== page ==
Gasoline shortages developed across the UAE last week as Emirates National Oil Company, a Dubai-based refiner, shut down gas stations in Sharjah after running short of supplies. Much of the problem is due to government policies that require gasoline to be retailed at well below market prices across the region. Demand for oil products by Middle Eastern oil exporters has been increasing by 5 percent a year, outrunning local refining capacity and forcing governments to import large amounts of oil products at world prices. While national oil companies may be able to extract oil at a marginal cost of a few dollars a barrel, imported gasoline and diesel is going to run closer to $100. Building more refining capacity will be very expensive – last week Kuwait approved a new refinery that will cost $14 billion.
3. Energy Shortages
The last few weeks have seen what appears to be a substantial increase in electricity and liquid fuels shortages across many parts of the world. The common theme behind these shortages is higher prices for liquid fuels and hot, dry weather which is reducing hydro generated power and increasing the demand for air conditioning. Brent oil prices that have now been above $100 a barrel for the last six months are placing a strain on many poorer nations that can no longer afford to import enough oil to run power stations. Theft of electrical power is endemic in much of the underdeveloped world leaving many power companies without the revenue to pay for increasingly expensive fuel.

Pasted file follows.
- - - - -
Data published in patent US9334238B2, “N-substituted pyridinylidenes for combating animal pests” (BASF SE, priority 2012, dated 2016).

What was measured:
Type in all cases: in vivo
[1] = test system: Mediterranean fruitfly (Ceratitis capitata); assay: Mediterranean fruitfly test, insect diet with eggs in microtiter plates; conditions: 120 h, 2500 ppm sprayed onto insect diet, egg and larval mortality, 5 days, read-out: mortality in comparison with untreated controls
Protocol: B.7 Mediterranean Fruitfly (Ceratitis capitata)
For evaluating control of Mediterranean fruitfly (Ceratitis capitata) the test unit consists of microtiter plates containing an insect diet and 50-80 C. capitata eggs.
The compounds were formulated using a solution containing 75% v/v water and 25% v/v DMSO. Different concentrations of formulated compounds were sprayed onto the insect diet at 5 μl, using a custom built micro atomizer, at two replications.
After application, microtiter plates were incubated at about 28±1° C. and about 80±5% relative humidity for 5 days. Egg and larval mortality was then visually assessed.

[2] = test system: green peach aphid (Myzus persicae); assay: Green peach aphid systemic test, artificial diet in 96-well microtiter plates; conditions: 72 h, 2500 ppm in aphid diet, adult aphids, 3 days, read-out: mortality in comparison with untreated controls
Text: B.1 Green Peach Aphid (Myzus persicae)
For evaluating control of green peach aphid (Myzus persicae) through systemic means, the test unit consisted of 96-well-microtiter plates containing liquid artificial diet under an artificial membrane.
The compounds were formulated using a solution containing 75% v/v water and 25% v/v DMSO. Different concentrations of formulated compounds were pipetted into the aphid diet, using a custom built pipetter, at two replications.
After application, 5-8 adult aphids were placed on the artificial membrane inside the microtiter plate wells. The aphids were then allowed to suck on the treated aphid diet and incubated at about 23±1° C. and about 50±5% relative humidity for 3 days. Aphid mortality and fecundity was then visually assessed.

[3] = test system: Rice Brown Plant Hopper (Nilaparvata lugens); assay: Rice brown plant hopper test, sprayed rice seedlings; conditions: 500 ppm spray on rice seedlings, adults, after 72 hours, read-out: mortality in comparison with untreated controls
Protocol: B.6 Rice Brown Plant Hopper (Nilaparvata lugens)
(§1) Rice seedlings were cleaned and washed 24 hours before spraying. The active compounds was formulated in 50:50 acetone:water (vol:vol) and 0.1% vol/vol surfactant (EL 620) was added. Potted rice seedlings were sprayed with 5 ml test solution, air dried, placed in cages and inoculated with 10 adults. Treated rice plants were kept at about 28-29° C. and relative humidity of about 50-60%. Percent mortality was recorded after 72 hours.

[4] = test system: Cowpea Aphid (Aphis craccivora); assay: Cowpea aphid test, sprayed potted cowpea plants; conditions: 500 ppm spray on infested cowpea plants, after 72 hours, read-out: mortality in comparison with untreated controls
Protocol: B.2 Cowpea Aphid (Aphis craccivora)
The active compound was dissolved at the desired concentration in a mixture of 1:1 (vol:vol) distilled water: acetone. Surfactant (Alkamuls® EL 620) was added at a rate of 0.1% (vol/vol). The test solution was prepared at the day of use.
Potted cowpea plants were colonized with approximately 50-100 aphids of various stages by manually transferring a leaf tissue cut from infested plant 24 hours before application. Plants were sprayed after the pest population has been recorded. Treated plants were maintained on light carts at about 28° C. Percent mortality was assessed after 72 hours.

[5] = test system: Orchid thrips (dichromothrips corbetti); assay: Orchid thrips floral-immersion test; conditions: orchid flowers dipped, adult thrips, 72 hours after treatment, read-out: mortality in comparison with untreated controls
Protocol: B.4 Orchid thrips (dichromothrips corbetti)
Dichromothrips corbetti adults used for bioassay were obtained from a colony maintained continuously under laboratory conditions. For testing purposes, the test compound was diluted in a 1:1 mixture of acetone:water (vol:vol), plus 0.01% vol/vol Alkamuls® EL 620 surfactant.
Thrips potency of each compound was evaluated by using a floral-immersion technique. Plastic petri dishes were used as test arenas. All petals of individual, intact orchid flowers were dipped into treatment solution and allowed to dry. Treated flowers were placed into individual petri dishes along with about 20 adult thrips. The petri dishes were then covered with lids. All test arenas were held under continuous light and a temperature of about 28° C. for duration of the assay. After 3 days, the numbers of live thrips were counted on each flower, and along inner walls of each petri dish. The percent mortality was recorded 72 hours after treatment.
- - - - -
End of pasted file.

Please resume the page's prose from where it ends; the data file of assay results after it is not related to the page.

In many countries, a paradox is developing in which widespread, lengthy blackouts are in some cases saving fuel for power stations, but at the same time increasing the demand for diesel fuel to keep essential utilities, factories and computerized offices running.
Last week several new or worsening situations were reported. In Mongolia, which until recently had only a diesel crisis due to the ban on exports by its only neighbors, Russia and China, is now facing a gasoline crisis. Power cuts in Tanzania, where 70 percent of the power comes from hydro, are up to 12 hours a day for an indefinite period. Japan has now issued an official order that large power users in the service areas of the Tokyo and Tohoku power companies must cut their usage by 15 percent. Japanese car manufactures are stopping production on Thursday and Friday. Nissan says it will shift production to the weekend when more power is available.